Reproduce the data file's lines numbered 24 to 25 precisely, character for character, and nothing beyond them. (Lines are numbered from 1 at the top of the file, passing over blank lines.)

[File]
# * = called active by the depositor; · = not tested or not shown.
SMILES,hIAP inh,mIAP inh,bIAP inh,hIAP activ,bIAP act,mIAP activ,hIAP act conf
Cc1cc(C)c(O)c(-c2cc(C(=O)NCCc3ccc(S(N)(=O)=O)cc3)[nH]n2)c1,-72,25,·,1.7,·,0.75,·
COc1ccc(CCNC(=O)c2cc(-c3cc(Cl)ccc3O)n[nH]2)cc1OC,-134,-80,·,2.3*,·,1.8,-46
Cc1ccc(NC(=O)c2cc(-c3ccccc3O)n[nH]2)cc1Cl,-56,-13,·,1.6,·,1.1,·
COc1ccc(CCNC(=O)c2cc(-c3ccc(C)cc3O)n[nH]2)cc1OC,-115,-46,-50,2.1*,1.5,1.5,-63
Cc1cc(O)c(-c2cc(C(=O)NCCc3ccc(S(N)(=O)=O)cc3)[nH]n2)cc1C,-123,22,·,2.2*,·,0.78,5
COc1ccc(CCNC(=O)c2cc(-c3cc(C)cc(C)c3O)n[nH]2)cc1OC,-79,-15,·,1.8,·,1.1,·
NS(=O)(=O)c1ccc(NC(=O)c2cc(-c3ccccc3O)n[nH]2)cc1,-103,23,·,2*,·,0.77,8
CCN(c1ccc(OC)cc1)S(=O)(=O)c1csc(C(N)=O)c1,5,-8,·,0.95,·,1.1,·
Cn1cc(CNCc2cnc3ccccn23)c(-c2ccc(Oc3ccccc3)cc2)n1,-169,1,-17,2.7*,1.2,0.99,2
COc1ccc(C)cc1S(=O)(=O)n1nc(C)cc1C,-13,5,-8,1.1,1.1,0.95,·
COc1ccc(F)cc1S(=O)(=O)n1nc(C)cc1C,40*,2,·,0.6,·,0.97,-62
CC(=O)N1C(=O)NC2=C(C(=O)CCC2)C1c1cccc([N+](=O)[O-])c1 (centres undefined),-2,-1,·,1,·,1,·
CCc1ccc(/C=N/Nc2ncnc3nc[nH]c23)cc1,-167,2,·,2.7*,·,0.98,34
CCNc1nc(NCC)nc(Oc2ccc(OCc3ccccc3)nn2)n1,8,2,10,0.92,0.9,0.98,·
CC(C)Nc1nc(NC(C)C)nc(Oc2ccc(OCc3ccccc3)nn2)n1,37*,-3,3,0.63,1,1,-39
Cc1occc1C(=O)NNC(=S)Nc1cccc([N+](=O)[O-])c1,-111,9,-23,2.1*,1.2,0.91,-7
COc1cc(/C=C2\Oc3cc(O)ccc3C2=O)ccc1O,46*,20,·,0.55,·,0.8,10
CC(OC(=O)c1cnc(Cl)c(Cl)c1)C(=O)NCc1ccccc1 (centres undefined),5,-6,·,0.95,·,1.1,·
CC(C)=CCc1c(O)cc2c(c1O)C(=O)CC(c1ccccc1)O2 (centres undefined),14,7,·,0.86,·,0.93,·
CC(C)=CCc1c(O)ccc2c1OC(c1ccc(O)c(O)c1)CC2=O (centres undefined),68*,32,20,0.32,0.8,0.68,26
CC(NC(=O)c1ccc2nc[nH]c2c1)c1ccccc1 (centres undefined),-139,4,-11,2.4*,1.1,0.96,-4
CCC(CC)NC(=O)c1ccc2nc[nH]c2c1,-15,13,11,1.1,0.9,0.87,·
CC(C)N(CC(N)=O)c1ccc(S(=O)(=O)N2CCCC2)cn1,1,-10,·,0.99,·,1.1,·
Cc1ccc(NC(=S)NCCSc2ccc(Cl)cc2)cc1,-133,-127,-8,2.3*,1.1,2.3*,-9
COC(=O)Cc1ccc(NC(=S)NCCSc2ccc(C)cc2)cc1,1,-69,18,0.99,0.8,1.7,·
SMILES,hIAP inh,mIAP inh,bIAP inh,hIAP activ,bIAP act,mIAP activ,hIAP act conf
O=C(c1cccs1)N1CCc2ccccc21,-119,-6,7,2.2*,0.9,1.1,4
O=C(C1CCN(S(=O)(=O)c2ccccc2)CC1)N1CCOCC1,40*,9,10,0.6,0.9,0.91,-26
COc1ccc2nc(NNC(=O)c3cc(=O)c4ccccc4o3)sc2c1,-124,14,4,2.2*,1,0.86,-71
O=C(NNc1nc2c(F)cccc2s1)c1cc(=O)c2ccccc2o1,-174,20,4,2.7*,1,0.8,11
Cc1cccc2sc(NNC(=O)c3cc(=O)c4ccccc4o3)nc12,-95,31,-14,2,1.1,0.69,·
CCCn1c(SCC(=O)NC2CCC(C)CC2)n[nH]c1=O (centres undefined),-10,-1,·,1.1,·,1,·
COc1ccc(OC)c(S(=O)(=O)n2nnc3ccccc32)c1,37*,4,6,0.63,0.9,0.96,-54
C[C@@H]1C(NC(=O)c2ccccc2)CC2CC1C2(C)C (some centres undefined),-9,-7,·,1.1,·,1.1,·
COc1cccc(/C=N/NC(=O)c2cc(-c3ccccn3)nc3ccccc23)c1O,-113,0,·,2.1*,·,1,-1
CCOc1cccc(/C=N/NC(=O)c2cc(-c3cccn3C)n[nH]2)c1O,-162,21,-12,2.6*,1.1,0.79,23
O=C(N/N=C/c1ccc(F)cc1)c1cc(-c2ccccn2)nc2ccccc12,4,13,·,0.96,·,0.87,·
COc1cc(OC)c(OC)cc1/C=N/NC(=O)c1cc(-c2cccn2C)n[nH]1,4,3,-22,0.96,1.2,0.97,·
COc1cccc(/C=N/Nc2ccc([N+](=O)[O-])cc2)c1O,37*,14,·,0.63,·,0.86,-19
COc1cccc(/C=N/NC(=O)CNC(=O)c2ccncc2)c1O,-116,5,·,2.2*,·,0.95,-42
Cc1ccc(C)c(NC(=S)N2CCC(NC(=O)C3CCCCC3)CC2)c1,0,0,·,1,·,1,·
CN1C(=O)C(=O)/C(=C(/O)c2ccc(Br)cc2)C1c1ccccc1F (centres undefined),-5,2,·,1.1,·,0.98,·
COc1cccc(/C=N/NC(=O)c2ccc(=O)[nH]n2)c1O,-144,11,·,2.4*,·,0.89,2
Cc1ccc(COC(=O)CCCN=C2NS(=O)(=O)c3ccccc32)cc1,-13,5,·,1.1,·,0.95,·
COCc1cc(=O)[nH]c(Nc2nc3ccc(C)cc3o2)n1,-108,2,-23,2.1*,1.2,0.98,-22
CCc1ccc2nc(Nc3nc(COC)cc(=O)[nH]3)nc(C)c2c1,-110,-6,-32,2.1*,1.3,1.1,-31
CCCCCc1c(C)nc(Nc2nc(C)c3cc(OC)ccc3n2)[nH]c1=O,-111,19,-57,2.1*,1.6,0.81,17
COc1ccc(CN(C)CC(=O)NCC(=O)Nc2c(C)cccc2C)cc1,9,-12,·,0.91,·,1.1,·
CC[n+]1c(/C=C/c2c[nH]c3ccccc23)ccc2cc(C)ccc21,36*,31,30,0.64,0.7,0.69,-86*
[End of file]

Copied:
CCC(CC)NC(=O)c1ccc2nc[nH]c2c1,-15,13,11,1.1,0.9,0.87,·
CC(C)N(CC(N)=O)c1ccc(S(=O)(=O)N2CCCC2)cn1,1,-10,·,0.99,·,1.1,·